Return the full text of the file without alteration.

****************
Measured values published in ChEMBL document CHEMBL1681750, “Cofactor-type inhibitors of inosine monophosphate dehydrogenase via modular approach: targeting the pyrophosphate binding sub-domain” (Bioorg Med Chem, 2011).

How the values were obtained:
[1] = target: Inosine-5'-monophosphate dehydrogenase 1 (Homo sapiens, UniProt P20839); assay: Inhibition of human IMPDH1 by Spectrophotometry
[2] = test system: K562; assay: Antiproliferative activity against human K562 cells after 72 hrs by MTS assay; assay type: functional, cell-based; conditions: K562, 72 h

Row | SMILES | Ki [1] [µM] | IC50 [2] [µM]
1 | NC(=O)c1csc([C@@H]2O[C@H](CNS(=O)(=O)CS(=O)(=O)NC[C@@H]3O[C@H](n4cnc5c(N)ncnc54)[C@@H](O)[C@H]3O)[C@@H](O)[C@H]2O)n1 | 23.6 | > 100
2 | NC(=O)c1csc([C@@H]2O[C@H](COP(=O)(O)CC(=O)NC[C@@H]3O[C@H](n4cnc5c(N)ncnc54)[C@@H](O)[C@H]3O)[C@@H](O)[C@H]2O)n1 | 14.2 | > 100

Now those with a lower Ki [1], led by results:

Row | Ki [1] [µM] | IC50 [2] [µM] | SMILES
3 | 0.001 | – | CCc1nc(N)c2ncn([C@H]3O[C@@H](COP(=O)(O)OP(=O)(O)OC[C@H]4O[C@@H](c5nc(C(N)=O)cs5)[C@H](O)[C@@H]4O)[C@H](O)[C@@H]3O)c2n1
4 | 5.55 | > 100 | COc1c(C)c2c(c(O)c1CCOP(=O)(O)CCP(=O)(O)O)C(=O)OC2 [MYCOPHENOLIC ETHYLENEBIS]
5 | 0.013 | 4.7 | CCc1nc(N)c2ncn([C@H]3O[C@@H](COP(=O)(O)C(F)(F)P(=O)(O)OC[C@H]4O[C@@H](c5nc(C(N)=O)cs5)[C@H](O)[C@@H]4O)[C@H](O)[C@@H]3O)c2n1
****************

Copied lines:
Measured values published in ChEMBL document CHEMBL1681750, “Cofactor-type inhibitors of inosine monophosphate dehydrogenase via modular approach: targeting the pyrophosphate binding sub-domain” (Bioorg Med Chem, 2011).

How the values were obtained:
[1] = target: Inosine-5'-monophosphate dehydrogenase 1 (Homo sapiens, UniProt P20839); assay: Inhibition of human IMPDH1 by Spectrophotometry
[2] = test system: K562; assay: Antiproliferative activity against human K562 cells after 72 hrs by MTS assay; assay type: functional, cell-based; conditions: K562, 72 h

Row | SMILES | Ki [1] [µM] | IC50 [2] [µM]
1 | NC(=O)c1csc([C@@H]2O[C@H](CNS(=O)(=O)CS(=O)(=O)NC[C@@H]3O[C@H](n4cnc5c(N)ncnc54)[C@@H](O)[C@H]3O)[C@@H](O)[C@H]2O)n1 | 23.6 | > 100
2 | NC(=O)c1csc([C@@H]2O[C@H](COP(=O)(O)CC(=O)NC[C@@H]3O[C@H](n4cnc5c(N)ncnc54)[C@@H](O)[C@H]3O)[C@@H](O)[C@H]2O)n1 | 14.2 | > 100

Now those with a lower Ki [1], led by results:

Row | Ki [1] [µM] | IC50 [2] [µM] | SMILES
3 | 0.001 | – | CCc1nc(N)c2ncn([C@H]3O[C@@H](COP(=O)(O)OP(=O)(O)OC[C@H]4O[C@@H](c5nc(C(N)=O)cs5)[C@H](O)[C@@H]4O)[C@H](O)[C@@H]3O)c2n1
4 | 5.55 | > 100 | COc1c(C)c2c(c(O)c1CCOP(=O)(O)CCP(=O)(O)O)C(=O)OC2 [MYCOPHENOLIC ETHYLENEBIS]
5 | 0.013 | 4.7 | CCc1nc(N)c2ncn([C@H]3O[C@@H](COP(=O)(O)C(F)(F)P(=O)(O)OC[C@H]4O[C@@H](c5nc(C(N)=O)cs5)[C@H](O)[C@@H]4O)[C@H](O)[C@@H]3O)c2n1